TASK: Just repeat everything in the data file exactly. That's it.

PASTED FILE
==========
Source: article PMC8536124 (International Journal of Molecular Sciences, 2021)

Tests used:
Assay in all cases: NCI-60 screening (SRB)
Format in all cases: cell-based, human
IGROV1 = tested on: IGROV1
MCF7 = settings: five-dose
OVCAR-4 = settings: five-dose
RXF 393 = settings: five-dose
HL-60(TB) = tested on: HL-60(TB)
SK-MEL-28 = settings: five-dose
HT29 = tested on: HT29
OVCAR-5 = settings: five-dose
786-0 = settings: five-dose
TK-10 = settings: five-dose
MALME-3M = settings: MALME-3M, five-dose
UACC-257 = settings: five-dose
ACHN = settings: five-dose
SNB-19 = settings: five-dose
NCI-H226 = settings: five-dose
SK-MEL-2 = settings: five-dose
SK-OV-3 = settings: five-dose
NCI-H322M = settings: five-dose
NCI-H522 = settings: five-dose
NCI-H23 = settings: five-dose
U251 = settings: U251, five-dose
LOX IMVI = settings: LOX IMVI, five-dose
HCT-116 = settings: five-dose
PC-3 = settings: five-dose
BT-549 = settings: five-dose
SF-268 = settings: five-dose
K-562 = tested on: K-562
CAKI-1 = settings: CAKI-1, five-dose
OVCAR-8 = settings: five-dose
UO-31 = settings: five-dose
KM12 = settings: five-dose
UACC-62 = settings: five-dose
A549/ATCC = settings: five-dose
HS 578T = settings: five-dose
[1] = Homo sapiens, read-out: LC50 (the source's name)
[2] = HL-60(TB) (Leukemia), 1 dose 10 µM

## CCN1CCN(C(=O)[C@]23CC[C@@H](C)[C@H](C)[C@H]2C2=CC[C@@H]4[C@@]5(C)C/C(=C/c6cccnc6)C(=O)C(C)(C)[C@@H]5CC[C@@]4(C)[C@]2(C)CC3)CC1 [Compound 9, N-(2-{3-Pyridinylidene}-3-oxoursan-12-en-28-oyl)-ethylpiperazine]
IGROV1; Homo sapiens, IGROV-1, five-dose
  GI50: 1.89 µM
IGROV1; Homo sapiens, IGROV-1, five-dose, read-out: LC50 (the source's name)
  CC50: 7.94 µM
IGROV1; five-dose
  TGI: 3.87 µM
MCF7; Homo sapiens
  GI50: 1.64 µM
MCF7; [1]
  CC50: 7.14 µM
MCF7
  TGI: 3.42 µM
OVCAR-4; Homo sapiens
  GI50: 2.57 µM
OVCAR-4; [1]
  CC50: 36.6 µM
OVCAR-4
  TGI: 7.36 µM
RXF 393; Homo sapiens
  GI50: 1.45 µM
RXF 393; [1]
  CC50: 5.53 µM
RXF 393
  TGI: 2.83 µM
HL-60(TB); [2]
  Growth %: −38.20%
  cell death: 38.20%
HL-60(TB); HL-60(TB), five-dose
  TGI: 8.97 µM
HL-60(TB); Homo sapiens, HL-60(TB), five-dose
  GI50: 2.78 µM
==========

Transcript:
Source: article PMC8536124 (International Journal of Molecular Sciences, 2021)

Tests used:
Assay in all cases: NCI-60 screening (SRB)
Format in all cases: cell-based, human
IGROV1 = tested on: IGROV1
MCF7 = settings: five-dose
OVCAR-4 = settings: five-dose
RXF 393 = settings: five-dose
HL-60(TB) = tested on: HL-60(TB)
SK-MEL-28 = settings: five-dose
HT29 = tested on: HT29
OVCAR-5 = settings: five-dose
786-0 = settings: five-dose
TK-10 = settings: five-dose
MALME-3M = settings: MALME-3M, five-dose
UACC-257 = settings: five-dose
ACHN = settings: five-dose
SNB-19 = settings: five-dose
NCI-H226 = settings: five-dose
SK-MEL-2 = settings: five-dose
SK-OV-3 = settings: five-dose
NCI-H322M = settings: five-dose
NCI-H522 = settings: five-dose
NCI-H23 = settings: five-dose
U251 = settings: U251, five-dose
LOX IMVI = settings: LOX IMVI, five-dose
HCT-116 = settings: five-dose
PC-3 = settings: five-dose
BT-549 = settings: five-dose
SF-268 = settings: five-dose
K-562 = tested on: K-562
CAKI-1 = settings: CAKI-1, five-dose
OVCAR-8 = settings: five-dose
UO-31 = settings: five-dose
KM12 = settings: five-dose
UACC-62 = settings: five-dose
A549/ATCC = settings: five-dose
HS 578T = settings: five-dose
[1] = Homo sapiens, read-out: LC50 (the source's name)
[2] = HL-60(TB) (Leukemia), 1 dose 10 µM

## CCN1CCN(C(=O)[C@]23CC[C@@H](C)[C@H](C)[C@H]2C2=CC[C@@H]4[C@@]5(C)C/C(=C/c6cccnc6)C(=O)C(C)(C)[C@@H]5CC[C@@]4(C)[C@]2(C)CC3)CC1 [Compound 9, N-(2-{3-Pyridinylidene}-3-oxoursan-12-en-28-oyl)-ethylpiperazine]
IGROV1; Homo sapiens, IGROV-1, five-dose
  GI50: 1.89 µM
IGROV1; Homo sapiens, IGROV-1, five-dose, read-out: LC50 (the source's name)
  CC50: 7.94 µM
IGROV1; five-dose
  TGI: 3.87 µM
MCF7; Homo sapiens
  GI50: 1.64 µM
MCF7; [1]
  CC50: 7.14 µM
MCF7
  TGI: 3.42 µM
OVCAR-4; Homo sapiens
  GI50: 2.57 µM
OVCAR-4; [1]
  CC50: 36.6 µM
OVCAR-4
  TGI: 7.36 µM
RXF 393; Homo sapiens
  GI50: 1.45 µM
RXF 393; [1]
  CC50: 5.53 µM
RXF 393
  TGI: 2.83 µM
HL-60(TB); [2]
  Growth %: −38.20%
  cell death: 38.20%
HL-60(TB); HL-60(TB), five-dose
  TGI: 8.97 µM
HL-60(TB); Homo sapiens, HL-60(TB), five-dose
  GI50: 2.78 µM